Finding out the most popular headless Node.js CMS
I’m often asked, “What’s the recommended headless Node.js CMS?"
I generally respond, “That depends on your requirements."
But, in many situations, the requirements aren’t quite clear. And, in such cases, we resort to the wisdom of the crowd by trying to find out the most popular headless Node.js CMS. And, in situations of lack of information, it generally makes sense. If a framework is popular, there’s a greater chance that:
- It will have atleast the basic issues sorted out.
- It will be maintained actively for longer.
- Furthermore, it will be easier to find developers familiar with it.
But, I often wonder how to effectively determine the popularity of a framework or library. What metrics matter? In what situations? I’m using this blog post as an opportunity to delve deeper into this.
The following are the major Node.js based headless CMS frameworks that I know of & have considered for this comparison:
- Sanity CMS
- Payload CMS
NPM Package Download Stats
The “Weekly Downloads” stat published for every public npm package on npmjs.com has been one of the most commonly used metrics to determine packages' usage. The fact that there are multiple websites (e.g., - this, this, and this) to compare these download stats shows how commonly this metric is used to evaluate the popularity of the libraries.
This metric can definitely be gamed and has its own limitations. Despite that, it is one of the best available indicators of the actual use of a library.
From the above chart:
- The weekly download numbers for Strapi and Sanity CMS are substantially higher than the rest of the CMS frameworks.
- Both Sanity CMS and Strapi have been around for longer than the last couple of years (when their upward trend seems to be picking up in the graphic above). So, I would not attach much meaning to the faster pace of their upward trend in the chart above.
Github stars for the code repositories in the dev community are akin to the Instagram likes in the social media world. While it doesn’t reflect actual usage, it is a decent indicator of the dev community’s awareness & sentiment about a framework.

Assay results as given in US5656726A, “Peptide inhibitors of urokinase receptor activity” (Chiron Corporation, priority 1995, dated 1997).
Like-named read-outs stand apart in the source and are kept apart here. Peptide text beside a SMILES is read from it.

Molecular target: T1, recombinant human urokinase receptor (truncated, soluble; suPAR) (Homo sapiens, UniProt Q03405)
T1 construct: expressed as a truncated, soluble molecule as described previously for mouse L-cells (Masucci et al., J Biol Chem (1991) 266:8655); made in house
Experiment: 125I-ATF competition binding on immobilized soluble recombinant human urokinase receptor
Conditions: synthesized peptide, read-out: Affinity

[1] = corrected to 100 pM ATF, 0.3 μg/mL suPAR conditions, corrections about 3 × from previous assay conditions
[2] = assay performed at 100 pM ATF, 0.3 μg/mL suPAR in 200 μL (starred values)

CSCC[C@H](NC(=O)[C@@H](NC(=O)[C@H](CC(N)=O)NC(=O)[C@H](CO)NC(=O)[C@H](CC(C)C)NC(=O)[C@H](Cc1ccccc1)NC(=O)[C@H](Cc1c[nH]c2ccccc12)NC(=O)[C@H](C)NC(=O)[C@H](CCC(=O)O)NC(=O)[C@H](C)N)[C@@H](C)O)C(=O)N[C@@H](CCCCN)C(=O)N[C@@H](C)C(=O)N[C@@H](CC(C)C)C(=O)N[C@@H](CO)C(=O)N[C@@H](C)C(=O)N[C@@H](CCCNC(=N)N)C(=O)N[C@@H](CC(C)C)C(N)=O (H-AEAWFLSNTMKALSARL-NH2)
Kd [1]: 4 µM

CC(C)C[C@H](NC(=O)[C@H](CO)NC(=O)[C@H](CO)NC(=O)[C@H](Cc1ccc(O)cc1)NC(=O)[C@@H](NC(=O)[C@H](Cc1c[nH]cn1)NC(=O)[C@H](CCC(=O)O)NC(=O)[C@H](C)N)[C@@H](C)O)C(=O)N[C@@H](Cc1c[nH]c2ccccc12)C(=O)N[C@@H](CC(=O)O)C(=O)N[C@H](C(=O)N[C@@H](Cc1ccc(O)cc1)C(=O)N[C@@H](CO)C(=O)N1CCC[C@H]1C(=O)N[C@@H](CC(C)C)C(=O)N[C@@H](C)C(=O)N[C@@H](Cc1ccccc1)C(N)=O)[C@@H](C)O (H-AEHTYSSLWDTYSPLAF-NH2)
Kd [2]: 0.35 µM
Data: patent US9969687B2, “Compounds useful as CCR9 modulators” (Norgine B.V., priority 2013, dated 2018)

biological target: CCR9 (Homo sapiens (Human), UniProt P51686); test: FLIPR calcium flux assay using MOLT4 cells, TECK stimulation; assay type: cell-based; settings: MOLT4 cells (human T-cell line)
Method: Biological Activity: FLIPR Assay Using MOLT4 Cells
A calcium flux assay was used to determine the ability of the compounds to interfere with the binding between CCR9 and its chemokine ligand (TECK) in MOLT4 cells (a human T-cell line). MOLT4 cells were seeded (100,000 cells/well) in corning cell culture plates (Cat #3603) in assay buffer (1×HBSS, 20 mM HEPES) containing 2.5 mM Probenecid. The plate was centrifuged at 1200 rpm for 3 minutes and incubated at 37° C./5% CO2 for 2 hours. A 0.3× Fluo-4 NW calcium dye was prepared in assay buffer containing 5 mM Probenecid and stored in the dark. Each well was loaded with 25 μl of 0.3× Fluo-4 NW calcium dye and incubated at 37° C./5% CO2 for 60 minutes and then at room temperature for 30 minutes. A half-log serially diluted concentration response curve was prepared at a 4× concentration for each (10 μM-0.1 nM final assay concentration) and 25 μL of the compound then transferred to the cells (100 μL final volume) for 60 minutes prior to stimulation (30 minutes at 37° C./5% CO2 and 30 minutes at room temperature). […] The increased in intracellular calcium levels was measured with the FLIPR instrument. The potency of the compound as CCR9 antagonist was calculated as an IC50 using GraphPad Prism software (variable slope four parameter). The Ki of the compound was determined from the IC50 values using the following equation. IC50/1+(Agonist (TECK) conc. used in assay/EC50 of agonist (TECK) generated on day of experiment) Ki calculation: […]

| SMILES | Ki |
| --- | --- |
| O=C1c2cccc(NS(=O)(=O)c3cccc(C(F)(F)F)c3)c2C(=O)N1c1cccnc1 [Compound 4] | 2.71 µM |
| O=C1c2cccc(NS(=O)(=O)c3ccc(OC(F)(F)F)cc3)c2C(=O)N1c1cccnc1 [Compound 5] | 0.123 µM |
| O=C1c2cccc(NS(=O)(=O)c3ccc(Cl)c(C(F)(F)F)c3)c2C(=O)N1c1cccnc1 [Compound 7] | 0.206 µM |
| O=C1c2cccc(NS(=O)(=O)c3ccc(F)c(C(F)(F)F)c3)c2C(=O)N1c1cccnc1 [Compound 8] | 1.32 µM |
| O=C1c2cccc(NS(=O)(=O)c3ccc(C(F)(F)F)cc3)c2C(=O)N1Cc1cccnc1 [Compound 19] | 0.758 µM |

Observations from the above chart:
- The star count for Strapi is the highest. Also, the trend of growth for it seems to be the most positive among the frameworks.
- The steep growth for Payload CMS is promising; it would be interesting to see how it moves in the next year or two.
- Sanity CMS’s low star count in comparison to its high download numbers is puzzling.
# of NPM Releases Every Quarter
While this metric is not an indicator of a framework’s popularity or usage, it can effectively be used to weed out libraries that aren’t actively being managed (even if they are currently popular).
From the chart above, it appears that all the frameworks are being actively developed and released frequently. It isn’t feasible to draw any conclusions from the difference in the number of quarterly releases.
SimilarWeb Monthly Visits to the Framework Website
The monthly traffic to the framework’s website can be a useful indicator of:
- The framework’s usage (visits to the website for the framework documentation)
- Interest of the dev community in the framework (visits to explore the framework options)
Unfortunately, there is no reliable way to know the actual traffic stats for the websites. So, we rely on the SimilarWeb stats:
From the chart above:
- Visits to Sanity CMS’s website appear to be the highest, followed by the visits to the Strapi website.
- The higher visits to the Sanity and Strapi websites are generally in sync with the high npm downloads.
Like the Github stars metric, the frameworks' social authority can be used to quantify the dev community’s awareness & interest in the frameworks. From the large number of social networks & metrics available to the public, I chose the following:
- Devs on Twitter love Directus! That, combined with its Discord member count, indicates the dev community’s liking for Directus.
- Like with Github stars, the lack of Sanity CMS’s social clout is interesting given its high usage.
- Strapi’s social following across Reddit, Twitter and Discord reflects its awareness among developers.
The various metrics in the sections above can be categorized into two groups to measure a CMS framework’s popularity : usage & community awareness.
- Based on the downloads and website visits, Strapi and Sanity CMS appear to be the most used frameworks.
- Based on the social metrics, Strapi and Directus appear to be the frameworks that draw developers' interest the most.
Back in 2017, I started working as an independent web performance specialist for React frontends. Over the years, a few of the teams where I worked for long were kind enough to let me help solve their CMS issues.
Fast forward to now, I have worked with multiple teams to choose the right CMS framework and then setup + implement the chosen solution.
To discuss your CMS specific pain points, email me at email@example.com.